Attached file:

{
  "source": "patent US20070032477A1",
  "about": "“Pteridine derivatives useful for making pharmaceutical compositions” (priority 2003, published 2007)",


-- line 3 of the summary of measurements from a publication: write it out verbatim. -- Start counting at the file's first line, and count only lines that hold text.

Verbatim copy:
  "about": "“Pteridine derivatives useful for making pharmaceutical compositions” (priority 2003, published 2007)",